21 May 2013
|Image courtesy of Stuart Miles, http://www.freedigitalphotos.net|
A post by Michael Hait, Historical writing and when to use present tense caught my eye. In it, he refers to an article Ben Yagoda Gets Sick of the Historical Present (on the Chronicle for Higher Education website).
As genealogists, we do a lot of writing! Much of it might be in the form of Facebook posts, e-mails, blog posts, entries into our genealogy software, etc, and it is still writing. Whether we’ve written one sentence or a 10-page footnoted article, we need to be “clear” in our communication.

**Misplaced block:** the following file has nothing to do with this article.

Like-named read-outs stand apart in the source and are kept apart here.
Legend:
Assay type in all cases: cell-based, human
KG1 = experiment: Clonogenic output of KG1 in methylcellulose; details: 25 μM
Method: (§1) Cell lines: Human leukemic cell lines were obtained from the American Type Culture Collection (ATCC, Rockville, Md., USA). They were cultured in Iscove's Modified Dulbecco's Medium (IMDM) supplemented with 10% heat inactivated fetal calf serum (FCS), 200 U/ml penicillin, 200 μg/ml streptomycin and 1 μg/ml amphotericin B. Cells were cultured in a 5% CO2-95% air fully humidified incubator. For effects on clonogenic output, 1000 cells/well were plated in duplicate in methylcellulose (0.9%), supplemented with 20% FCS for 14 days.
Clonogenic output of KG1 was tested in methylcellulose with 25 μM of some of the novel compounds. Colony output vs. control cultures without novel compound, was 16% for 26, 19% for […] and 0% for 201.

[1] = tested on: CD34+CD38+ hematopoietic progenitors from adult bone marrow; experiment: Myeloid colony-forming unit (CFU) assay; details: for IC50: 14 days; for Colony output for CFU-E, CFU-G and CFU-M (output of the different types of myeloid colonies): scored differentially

That said, I found both Michael’s post and that by Ben Yagoda fun reads and they make a lot of sense. Stick to the present or past depending on the context of what you are writing. That’s neat, clean, and very understandable.
What do you think of the Historical Present as a tense in genealogy writing? Can it be appropriate or should it be eliminated?
Editor's Note: Harold Henderson, Midwestern Microhistory: A genealogy blog recently post a related piece, "I" and "We" in genealogy writing. He focuses on perspective vs verb tenses.
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